Market Update 17th May 2024

The wheat futures have been on an upward trend since mid-February and peaked this week @ £225 for November with this bullish run the question is, has the organic market followed suit.  Theoretically yes but in practice only partially - values have risen slightly.  Most of the buyers are reasonably well covered and wheat remains in good supply and with the market only being a physical market buyers will only buy when they need to rather than responding to the futures movements.

So what are prospects for new crop?  There are some positive signs and the strength of the conventional market will push values upwards especially in a season that isn't anticipated to be very high yielding.  That said winter crops are looking pretty well.  Spring yields will be lower due to the late planting of most crops.  Also, a positive indicator is that milk values have been creeping higher and with fewer cows (following some de-certifications in the last year) cow numbers are lower and so dairy farmers will be encouraged to feed for a bit more yield.  A reversal on when rations were being cut to the bone to save costs as milk was plentiful.  So a strong conventional market and encouraging signs in the dairy sector should push values higher but as ever we will be subject to the value of imported supplies.  These are generally priced based on the conventional market so in theory this should be positive.  However, the imported market has become more competitive with Cefetra coming into the UK organic market.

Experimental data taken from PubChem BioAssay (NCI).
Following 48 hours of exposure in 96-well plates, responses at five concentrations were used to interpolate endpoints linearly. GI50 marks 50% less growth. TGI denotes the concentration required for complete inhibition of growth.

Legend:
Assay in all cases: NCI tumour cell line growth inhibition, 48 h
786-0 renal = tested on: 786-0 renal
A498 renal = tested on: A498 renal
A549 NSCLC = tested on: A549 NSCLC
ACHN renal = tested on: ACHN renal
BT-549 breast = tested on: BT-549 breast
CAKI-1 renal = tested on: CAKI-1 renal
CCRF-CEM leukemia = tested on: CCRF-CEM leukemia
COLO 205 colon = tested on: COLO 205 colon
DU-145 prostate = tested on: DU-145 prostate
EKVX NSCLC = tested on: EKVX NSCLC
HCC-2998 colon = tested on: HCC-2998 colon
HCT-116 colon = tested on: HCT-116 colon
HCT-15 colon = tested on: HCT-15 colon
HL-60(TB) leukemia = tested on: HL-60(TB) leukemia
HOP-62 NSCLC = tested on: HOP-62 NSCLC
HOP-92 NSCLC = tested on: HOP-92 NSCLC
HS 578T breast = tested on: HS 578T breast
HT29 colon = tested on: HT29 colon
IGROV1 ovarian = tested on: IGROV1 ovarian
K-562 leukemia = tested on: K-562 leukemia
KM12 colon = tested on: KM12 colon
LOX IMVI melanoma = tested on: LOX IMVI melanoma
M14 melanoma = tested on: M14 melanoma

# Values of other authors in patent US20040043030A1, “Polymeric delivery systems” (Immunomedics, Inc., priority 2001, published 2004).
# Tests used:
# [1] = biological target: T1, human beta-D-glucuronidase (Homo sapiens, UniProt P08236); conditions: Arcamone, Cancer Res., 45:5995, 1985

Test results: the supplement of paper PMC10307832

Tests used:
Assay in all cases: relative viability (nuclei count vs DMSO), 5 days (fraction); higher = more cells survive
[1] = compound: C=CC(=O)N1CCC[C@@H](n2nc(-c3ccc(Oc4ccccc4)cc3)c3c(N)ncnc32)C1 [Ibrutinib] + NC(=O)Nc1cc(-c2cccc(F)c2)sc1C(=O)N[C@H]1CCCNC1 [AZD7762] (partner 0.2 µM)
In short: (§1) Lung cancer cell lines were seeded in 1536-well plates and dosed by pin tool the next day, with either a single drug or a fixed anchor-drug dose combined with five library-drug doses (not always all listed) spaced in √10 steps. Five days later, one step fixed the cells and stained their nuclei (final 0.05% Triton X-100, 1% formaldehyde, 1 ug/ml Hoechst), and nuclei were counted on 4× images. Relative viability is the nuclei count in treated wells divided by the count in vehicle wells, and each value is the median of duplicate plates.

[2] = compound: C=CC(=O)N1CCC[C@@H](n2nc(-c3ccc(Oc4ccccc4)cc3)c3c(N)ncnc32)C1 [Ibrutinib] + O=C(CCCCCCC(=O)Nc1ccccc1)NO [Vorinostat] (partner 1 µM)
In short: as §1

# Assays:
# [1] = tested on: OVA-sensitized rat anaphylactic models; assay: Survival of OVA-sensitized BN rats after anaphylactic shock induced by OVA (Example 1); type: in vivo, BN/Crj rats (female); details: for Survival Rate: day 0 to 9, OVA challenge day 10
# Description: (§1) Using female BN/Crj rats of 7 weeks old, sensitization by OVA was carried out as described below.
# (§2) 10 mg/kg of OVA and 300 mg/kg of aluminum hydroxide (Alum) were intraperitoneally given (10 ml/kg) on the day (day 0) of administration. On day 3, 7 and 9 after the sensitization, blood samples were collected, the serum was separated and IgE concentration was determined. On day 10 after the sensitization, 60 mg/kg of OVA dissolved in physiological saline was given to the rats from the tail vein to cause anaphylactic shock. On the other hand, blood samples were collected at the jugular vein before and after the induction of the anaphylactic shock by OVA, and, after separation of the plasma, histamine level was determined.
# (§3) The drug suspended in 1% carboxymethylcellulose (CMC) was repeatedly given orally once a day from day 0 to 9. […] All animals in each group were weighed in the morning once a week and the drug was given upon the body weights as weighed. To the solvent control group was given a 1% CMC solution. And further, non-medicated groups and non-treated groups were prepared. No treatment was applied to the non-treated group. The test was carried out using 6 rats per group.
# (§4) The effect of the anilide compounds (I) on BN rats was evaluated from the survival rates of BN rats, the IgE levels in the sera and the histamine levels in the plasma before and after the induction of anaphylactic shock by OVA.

The other challenging factor is the French market.  A large French coop recently reported a likely carry-over of 110,000 tonnes of feed grains.  The French market took a significant hit when inflation was high and as here the livestock sector saw de-certification leaving a lot of grain unsold.  Their values have been at very small premiums over conventional and we recently heard of new crop feed wheat trading at €290 delivered (£250).  If it stays at this price it would be competitive with Black Sea or Baltic origin grain. 

There is talk that some grain has been sold at £285 delivered but this seems cheap given the fundamentals described above.